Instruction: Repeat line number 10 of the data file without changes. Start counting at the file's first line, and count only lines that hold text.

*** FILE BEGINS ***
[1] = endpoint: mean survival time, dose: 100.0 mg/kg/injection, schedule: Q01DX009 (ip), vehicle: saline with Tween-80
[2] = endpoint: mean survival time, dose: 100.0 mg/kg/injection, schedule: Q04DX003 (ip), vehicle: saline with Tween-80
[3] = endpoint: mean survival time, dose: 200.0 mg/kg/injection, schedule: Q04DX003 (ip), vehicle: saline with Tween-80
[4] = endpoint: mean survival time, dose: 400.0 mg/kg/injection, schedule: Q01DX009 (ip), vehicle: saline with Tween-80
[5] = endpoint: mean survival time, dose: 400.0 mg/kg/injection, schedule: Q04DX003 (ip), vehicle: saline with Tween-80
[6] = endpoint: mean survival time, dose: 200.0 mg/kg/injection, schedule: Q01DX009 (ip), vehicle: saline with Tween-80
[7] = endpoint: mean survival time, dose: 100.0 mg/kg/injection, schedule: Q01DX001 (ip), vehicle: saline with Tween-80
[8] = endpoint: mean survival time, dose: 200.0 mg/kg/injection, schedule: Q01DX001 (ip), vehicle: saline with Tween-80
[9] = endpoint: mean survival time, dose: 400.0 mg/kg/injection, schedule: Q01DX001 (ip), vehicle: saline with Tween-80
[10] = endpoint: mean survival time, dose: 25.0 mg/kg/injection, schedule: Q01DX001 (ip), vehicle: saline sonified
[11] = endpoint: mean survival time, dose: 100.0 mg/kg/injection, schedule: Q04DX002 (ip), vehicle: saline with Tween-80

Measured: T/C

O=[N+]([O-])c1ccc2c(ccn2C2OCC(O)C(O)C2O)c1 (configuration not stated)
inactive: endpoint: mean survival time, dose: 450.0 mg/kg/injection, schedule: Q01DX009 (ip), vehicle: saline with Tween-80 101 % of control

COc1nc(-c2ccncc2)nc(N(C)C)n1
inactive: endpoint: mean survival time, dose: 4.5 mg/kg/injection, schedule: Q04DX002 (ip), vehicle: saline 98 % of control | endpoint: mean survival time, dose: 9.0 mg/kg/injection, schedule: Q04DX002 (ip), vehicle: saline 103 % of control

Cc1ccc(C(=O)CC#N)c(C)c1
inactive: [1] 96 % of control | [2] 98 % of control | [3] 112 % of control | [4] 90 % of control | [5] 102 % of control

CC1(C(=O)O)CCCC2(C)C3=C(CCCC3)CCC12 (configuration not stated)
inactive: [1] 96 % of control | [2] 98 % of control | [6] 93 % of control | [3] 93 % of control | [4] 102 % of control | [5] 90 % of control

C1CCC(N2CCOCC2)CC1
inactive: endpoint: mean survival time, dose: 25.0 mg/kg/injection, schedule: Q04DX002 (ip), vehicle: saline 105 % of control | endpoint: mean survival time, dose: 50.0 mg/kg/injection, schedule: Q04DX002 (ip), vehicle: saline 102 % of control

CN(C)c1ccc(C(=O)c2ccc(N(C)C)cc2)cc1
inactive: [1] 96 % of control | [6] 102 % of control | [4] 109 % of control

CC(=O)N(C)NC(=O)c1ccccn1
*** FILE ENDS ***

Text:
[10] = endpoint: mean survival time, dose: 25.0 mg/kg/injection, schedule: Q01DX001 (ip), vehicle: saline sonified